Page Banner

United States Department of Agriculture

Agricultural Research Service

Title: Climate Drivers and Rate of Change in Mesic and Arid Grasslands

Authors
item Collins, S - UNIV OF NEW MEXICO
item Calabrese, L - UNIV OF NEW MEXICO
item Smith, M - YALE UNIV
item Fay, Philip

Submitted to: Ecological Society of America Abstracts
Publication Type: Abstract Only
Publication Acceptance Date: April 23, 2005
Publication Date: June 20, 2005
Citation: Collins, S.L., Calabrese, L., Smith, M.D., Fay, P.A. 2005. Climate drivers and rate of change in mesic and arid grasslands. In: Ecological Society of America Proceedings, August 7-12, Montreal, Canada. 2005 CDROM.

Technical Abstract: Interannual climate variability has a strong impact on vegetation dynamics in herbaceous plant communities. The importance of climate effects may vary, however, across a mesic to xeric gradient as growing season rainfall events become more discrete in arid ecosystems. Using vegetation data from long-term permanent plots and three rainfall manipulation experiments we compare the effects of interannual variation in climate on grassland dynamics in mesic and xeric grasslands. Study sites include mesic tallgrass prairie at the Konza Prairie LTER in northeastern Kansas and desert grassland at the Sevilleta LTER site in central New Mexico USA. At both sites, annual net primary production is positively correlated with growing season precipitation. Species richness and richness of forbs are also correlated with interannual variation in precipitation, yet these correlations are relatively weak at both sites. There is a strong negative correlation between grass and forb abundance in mesic prairie, but not in the xeric grassland. The desert grassland contains a larger number of annual species and there is a strong, positive relationship between winter precipitation and abundance of spring annuals at the Sevilleta. At the mesic site, fire and grazing have a greater influence on community dynamics than does interannual variability in climate, whereas plant community response in the ungrazed desert grassland where fires are infrequent is strongly driven by within-season water availability. Vegetation at both sites is changing over time in response to changes in climate. Overall, our results suggest that biotic interactions have a stronger influence than interannual climate variability on grassland dynamics in mesic prairie compared to xeric grassland.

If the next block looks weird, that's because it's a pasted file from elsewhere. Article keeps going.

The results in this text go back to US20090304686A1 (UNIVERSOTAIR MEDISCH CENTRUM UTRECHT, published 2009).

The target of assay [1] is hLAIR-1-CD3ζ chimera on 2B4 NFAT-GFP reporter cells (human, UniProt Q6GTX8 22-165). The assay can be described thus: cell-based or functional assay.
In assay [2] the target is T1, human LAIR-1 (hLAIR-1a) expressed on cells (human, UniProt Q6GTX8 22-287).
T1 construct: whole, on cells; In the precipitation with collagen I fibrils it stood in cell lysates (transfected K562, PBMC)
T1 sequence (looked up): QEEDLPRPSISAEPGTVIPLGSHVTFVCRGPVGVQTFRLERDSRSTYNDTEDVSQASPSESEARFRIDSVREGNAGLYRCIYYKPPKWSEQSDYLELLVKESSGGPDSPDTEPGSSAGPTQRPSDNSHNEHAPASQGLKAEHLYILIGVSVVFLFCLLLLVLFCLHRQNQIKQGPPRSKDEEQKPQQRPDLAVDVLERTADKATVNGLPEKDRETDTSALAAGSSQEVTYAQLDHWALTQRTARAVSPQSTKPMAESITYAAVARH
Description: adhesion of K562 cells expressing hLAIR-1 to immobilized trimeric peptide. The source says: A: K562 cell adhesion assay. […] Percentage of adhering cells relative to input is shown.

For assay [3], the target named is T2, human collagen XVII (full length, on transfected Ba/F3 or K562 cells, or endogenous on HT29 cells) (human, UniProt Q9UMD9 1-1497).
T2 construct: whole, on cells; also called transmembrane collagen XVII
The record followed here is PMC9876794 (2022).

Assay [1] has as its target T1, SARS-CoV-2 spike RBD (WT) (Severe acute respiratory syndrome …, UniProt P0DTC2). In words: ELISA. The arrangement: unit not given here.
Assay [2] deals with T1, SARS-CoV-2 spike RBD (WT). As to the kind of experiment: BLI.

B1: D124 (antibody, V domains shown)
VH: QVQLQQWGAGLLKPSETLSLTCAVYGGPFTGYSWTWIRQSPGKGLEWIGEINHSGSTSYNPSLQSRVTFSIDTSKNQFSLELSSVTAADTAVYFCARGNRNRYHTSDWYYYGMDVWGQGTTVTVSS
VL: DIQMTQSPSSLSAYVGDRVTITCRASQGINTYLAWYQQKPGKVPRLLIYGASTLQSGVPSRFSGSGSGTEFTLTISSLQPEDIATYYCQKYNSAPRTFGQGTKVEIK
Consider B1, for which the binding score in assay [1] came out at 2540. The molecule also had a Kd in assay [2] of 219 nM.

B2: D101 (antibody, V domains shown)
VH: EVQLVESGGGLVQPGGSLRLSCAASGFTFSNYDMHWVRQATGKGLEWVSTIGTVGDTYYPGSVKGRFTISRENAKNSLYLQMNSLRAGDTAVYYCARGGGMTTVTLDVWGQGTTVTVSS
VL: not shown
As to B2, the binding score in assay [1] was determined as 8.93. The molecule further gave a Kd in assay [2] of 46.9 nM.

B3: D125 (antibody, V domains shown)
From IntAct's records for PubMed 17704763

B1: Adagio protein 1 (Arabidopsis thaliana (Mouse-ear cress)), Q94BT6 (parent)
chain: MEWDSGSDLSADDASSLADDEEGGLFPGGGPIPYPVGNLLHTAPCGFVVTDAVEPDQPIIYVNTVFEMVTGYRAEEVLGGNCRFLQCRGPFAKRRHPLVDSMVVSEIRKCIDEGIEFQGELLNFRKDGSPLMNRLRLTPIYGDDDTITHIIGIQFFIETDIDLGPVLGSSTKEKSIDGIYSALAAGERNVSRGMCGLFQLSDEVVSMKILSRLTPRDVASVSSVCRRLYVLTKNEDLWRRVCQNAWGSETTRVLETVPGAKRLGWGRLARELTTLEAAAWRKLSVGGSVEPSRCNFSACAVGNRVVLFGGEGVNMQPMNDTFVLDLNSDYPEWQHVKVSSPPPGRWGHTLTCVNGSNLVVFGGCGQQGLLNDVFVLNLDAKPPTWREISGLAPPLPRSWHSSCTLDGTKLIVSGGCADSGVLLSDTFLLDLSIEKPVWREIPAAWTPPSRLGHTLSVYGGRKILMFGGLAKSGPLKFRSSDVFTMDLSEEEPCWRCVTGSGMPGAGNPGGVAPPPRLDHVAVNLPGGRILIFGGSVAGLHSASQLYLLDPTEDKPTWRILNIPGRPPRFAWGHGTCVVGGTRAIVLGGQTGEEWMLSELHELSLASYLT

Last Modified: 10/25/2014
Footer Content Back to Top of Page